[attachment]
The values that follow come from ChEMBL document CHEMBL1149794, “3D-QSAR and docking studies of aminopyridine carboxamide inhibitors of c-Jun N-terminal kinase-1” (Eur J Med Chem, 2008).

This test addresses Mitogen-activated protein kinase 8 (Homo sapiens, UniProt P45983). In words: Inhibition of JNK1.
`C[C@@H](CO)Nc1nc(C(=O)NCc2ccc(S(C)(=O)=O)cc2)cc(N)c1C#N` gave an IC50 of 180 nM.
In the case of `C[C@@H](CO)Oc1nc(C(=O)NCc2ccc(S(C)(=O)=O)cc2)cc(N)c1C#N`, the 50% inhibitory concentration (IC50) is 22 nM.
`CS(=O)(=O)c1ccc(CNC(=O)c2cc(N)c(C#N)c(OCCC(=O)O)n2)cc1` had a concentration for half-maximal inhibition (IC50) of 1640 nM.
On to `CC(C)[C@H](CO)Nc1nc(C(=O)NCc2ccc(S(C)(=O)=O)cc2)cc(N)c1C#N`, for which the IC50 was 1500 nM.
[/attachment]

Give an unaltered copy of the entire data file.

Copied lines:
The values that follow come from ChEMBL document CHEMBL1149794, “3D-QSAR and docking studies of aminopyridine carboxamide inhibitors of c-Jun N-terminal kinase-1” (Eur J Med Chem, 2008).

This test addresses Mitogen-activated protein kinase 8 (Homo sapiens, UniProt P45983). In words: Inhibition of JNK1.
`C[C@@H](CO)Nc1nc(C(=O)NCc2ccc(S(C)(=O)=O)cc2)cc(N)c1C#N` gave an IC50 of 180 nM.
In the case of `C[C@@H](CO)Oc1nc(C(=O)NCc2ccc(S(C)(=O)=O)cc2)cc(N)c1C#N`, the 50% inhibitory concentration (IC50) is 22 nM.
`CS(=O)(=O)c1ccc(CNC(=O)c2cc(N)c(C#N)c(OCCC(=O)O)n2)cc1` had a concentration for half-maximal inhibition (IC50) of 1640 nM.
On to `CC(C)[C@H](CO)Nc1nc(C(=O)NCc2ccc(S(C)(=O)=O)cc2)cc(N)c1C#N`, for which the IC50 was 1500 nM.